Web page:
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dc.contributor.authorNeibling, BA
dc.contributor.authorJackson, SM
dc.contributor.authorHayward, KS
dc.contributor.authorBarker, RN
dc.date.accessioned2021-07-13T00:33:59Z
dc.date.available2021-07-13T00:33:59Z
dc.date.issued2021-02-24
dc.identifierpii: 10.1186/s12984-021-00819-1
dc.identifier.citationNeibling, B. A., Jackson, S. M., Hayward, K. S. & Barker, R. N. (2021). Perseverance with technology-facilitated home-based upper limb practice after stroke: a systematic mixed studies review. JOURNAL OF NEUROENGINEERING AND REHABILITATION, 18 (1), https://doi.org/10.1186/s12984-021-00819-1.
dc.identifier.issn1743-0003
dc.identifier.urihttp://hdl.handle.net/11343/277862
dc.description.abstractBACKGROUND: Technology is being increasingly investigated as an option to allow stroke survivors to exploit their full potential for recovery by facilitating home-based upper limb practice. This review seeks to explore the factors that influence perseverance with technology-facilitated home-based upper limb practice after stroke. METHODS: A systematic mixed studies review with sequential exploratory synthesis was undertaken. Studies investigating adult stroke survivors with upper limb disability undertaking technology-facilitated home-based upper limb practice administered ≥ 3 times/week over a period of ≥ 4 weeks were included. Qualitative outcomes were stroke survivors' and family members' perceptions of their experience utilising technology to facilitate home-based upper limb practice. Quantitative outcomes were adherence and dropouts, as surrogate measures of perseverance. The Mixed Methods Appraisal Tool was used to assess quality of included studies. RESULTS: Forty-two studies were included. Six studies were qualitative and of high quality; 28 studies were quantitative and eight were mixed methods studies, all moderate to low quality. A conceptual framework of perseverance with three stages was formed: (1) getting in the game; (2) sticking with it, and; (3) continuing or moving on. Conditions perceived to influence perseverance, and factors mediating these conditions were identified at each stage. Adherence with prescribed dose ranged from 13 to 140%. Participants were found to be less likely to adhere when prescribed sessions were more frequent (6-7 days/week) or of longer duration (≥ 12 weeks). CONCLUSION: From the mixed methods findings, we propose a framework for perseverance with technology-facilitated home-based upper limb practice. The framework offers opportunities for clinicians and researchers to design strategies targeting factors that influence perseverance with practice, in both the clinical prescription of practice and technology design. To confirm the clinical utility of this framework, further research is required to explore perseverance and the factors influencing perseverance. Registration: PROSPERO CRD42017072799- https://www.crd.york.ac.uk/prospero/display_record.php?RecordID=72799.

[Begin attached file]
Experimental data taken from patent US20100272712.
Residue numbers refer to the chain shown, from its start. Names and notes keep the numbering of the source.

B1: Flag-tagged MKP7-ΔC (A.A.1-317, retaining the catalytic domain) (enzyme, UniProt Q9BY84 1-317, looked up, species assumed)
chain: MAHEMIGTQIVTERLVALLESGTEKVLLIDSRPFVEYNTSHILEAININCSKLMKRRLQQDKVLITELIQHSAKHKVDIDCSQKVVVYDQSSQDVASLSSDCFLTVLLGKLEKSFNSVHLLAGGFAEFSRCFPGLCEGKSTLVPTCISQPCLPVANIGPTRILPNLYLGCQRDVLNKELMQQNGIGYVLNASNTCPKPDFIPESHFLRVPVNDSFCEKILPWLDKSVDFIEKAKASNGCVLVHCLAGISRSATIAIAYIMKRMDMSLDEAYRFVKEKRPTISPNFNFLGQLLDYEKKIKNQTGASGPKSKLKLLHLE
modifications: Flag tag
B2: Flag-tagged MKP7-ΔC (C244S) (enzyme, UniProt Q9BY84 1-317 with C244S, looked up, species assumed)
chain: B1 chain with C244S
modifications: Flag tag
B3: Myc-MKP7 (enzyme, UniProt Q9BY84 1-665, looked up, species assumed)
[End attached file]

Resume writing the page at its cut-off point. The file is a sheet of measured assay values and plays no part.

dc.languageEnglish
dc.publisherBMC
dc.rights.urihttps://creativecommons.org/licenses/by/4.0
dc.titlePerseverance with technology-facilitated home-based upper limb practice after stroke: a systematic mixed studies review
dc.typeJournal Article
dc.identifier.doi10.1186/s12984-021-00819-1
melbourne.affiliation.departmentPhysiotherapy
melbourne.affiliation.facultyMedicine, Dentistry & Health Sciences
melbourne.source.titleJournal of NeuroEngineering and Rehabilitation
melbourne.source.volume18
melbourne.source.issue1
melbourne.identifier.nhmrc1088449
dc.rights.licenseCC BY
melbourne.elementsid1502523
melbourne.contributor.authorHayward, Kathryn
dc.identifier.eissn1743-0003
melbourne.identifier.fundernameidNHMRC, 1088449
melbourne.accessrightsOpen Access


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